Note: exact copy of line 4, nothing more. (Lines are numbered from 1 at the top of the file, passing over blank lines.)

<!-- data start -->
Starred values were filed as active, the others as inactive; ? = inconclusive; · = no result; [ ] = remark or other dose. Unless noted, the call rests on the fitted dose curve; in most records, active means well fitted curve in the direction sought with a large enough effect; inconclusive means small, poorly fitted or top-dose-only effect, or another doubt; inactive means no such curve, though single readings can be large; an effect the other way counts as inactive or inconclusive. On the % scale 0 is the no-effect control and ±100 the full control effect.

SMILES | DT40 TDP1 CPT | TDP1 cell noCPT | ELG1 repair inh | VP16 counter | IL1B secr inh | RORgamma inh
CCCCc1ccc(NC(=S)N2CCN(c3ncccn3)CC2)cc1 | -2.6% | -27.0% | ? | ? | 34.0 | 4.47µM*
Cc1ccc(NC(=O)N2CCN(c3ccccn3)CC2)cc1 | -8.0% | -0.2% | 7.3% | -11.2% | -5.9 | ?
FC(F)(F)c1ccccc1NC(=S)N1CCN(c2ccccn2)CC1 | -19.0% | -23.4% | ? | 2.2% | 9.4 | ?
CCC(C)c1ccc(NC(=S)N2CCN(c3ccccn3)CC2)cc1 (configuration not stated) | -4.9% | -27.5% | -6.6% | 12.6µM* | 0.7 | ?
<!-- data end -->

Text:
Cc1ccc(NC(=O)N2CCN(c3ccccn3)CC2)cc1 | -8.0% | -0.2% | 7.3% | -11.2% | -5.9 | ?